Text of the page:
Playing at a simple pitch by the Vrsovice Tesla factory since 1914, set up by local trades unions, ‘Bohemka’ became a victim of their own popularity following the Australian tour of 1927. With Bohemians attracting crowds bigger than the maximum of 6,000, union chief Zdenek Danner decided to have a new stadium built, opened in 1932, first known as Danneruv after him.
Later known as Dolícek (‘Dimple’) after the dip in the ground it was set in, this remains one of those classically quaint Czech grounds that warm the heart of any football romantic.
Holding an all-seated 7,500 and still with only one main stand, ‘The Dimple’ is surrounded by the grey landscape of Vrsovice, Prague 10. A huge billboard for a nearby residential redevelopment may point to changes in the air, but for the time being, the Dolicek looks more or less how Panenka and players would have seen it in the 1970s.
The only change is in the seating arrangement – done out in the club colours of green and white, the Dolícek was revamped several times over the last decade, reducing the capacity from over 15,000 as more seats were installed.
The main stand, accessed through Gate 1 on Vrsovická by the tram stop, contains the club shop and museum. Gate 2 on the corner of Vrsovická and Sportovní allows access for away fans in the D sector behind the south (‘Jizni’) goal. The home goal, sector B, is accessed further up Sportovní through Gate 3.
The Dolícek is set by the Oblouková tram stop on line Nos. 6 and 24, five stops from IP Pavlova (line C) or seven from Námesti Miru (line A) metro stations. Slavia is only two tram stops away.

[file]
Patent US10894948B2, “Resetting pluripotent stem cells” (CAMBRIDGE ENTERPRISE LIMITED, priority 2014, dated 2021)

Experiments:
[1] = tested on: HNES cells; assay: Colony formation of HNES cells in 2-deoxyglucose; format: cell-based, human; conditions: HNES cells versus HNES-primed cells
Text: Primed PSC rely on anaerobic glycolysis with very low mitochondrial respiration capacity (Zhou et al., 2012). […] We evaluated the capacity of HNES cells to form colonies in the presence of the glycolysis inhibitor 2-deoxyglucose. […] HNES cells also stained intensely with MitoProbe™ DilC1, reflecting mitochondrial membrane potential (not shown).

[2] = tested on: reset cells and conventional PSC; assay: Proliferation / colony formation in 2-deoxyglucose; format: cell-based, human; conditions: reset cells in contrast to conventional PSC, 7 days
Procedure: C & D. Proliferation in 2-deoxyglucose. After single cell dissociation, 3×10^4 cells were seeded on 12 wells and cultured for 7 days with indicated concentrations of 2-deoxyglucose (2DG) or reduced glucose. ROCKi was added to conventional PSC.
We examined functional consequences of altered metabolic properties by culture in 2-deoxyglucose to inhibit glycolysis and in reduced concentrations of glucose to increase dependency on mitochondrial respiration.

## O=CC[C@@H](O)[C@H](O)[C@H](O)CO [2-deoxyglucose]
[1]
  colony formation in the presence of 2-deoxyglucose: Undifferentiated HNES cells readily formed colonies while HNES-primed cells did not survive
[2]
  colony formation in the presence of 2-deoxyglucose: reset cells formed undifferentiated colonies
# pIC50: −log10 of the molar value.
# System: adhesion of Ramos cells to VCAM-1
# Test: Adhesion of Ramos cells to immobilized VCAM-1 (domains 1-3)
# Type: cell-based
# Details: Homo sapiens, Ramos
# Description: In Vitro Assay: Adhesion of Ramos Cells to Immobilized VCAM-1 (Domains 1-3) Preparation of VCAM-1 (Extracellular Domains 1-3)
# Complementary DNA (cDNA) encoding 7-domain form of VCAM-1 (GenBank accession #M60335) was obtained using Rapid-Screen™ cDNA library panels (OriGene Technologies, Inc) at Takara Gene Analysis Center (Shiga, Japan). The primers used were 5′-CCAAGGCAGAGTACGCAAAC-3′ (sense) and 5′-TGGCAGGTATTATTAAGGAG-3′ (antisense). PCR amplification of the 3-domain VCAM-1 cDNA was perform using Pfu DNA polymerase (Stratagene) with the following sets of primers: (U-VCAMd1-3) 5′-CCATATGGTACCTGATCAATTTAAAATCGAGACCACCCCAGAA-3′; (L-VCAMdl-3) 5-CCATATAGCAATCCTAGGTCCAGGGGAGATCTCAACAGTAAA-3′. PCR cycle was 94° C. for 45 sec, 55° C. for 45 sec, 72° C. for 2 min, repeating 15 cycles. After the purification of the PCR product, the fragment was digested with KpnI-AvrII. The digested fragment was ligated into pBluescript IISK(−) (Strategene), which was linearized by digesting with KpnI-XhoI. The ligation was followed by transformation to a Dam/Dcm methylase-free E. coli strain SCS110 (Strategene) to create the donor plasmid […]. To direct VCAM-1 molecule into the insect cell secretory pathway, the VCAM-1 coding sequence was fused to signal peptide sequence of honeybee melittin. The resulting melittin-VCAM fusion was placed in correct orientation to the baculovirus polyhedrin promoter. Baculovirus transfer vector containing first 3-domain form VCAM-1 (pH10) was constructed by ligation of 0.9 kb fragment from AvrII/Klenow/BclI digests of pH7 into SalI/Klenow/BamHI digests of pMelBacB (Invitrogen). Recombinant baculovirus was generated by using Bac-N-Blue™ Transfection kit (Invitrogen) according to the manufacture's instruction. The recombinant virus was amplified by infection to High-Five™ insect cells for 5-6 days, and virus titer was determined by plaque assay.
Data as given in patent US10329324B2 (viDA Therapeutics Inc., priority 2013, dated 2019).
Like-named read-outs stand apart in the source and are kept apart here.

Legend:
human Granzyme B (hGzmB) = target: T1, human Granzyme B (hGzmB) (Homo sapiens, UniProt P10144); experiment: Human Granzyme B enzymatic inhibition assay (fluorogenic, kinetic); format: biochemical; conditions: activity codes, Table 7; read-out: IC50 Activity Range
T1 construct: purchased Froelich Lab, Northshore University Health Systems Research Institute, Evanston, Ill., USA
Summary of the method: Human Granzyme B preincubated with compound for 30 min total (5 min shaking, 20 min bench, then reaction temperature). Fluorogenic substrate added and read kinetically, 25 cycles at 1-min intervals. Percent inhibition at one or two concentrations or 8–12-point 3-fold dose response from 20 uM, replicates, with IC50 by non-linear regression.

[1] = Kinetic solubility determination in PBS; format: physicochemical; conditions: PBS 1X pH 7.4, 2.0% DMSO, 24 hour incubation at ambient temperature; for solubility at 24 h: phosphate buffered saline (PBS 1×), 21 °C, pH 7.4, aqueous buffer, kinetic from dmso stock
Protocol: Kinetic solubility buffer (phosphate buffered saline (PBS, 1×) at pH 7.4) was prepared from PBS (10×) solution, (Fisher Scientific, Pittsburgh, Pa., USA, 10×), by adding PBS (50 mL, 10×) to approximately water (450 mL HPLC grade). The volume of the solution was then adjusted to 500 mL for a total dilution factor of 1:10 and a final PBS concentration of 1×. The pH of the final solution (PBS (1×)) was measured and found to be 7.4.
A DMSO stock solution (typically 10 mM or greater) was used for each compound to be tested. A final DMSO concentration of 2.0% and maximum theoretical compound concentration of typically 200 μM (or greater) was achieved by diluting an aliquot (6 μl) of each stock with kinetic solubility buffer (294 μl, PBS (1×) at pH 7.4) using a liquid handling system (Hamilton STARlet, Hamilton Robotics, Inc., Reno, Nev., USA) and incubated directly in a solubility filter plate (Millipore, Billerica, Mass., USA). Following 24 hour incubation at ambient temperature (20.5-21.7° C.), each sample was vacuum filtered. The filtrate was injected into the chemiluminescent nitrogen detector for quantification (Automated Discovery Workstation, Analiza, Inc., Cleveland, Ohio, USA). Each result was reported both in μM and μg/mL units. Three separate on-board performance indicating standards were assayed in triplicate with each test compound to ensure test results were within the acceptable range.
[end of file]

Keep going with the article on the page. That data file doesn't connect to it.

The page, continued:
There are pre-match ticket offices by each of the three gates or tickets are sold in advance at the club shop. Prices are set at a simple Kc150 for the main stand, Kc90 everywhere else. Tickets are also available online through Ticket Portal.
In the main stand just inside Gate 1, the Fan Shop (Mon-Wed, Fri 11am-5pm, Thur noon-6pm, match days) sells toy kangaroos, a Czech-language account (with photographs) of Bohemians’ Australian tour of 1927, and copies of club magazine/programme ‘Klokan’, ‘The Kangaroo’.
The Bohemians Museum stands just along from the Fan Shop in the main stand, with a players’ hall of fame on the wall outside, and archive videos within. Opening hours are irregular.
Naturally, the Dolícek is surrounded by bars. The nearest and most suitable is U Tri Soudku, opened in 1934 on the corner of Vrsovická and Sportovní shortly after the Dolícek itself. Posters on the wall testify to the ‘Save the Dolícek’ campaign successfully waged by local regulars, complementing the shirts and pennants in green and white. Pilsner Urquell, Bráník, Svijansky Máz, Svijansky Kvasnicak and unfiltered Staropramen beers can be accompanied by the house speciality of chicken Vrsovice-style (Kc89). There’s a TV screen in the corner if Bohemians happen to be playing away that day.
At Orelská 4, U Bohemky is of similar ilk, while the Kozlovna bar/restaurant opposite Gate 3 on Sportovní can trace its history back to 1874.
On main Vrsovická, on the other side of the tram tracks from the stadium, you’ll find the Club Bohemka at No.44 and, at the corner of K Botici, the Eva Bistro, part corner shop, part local bar.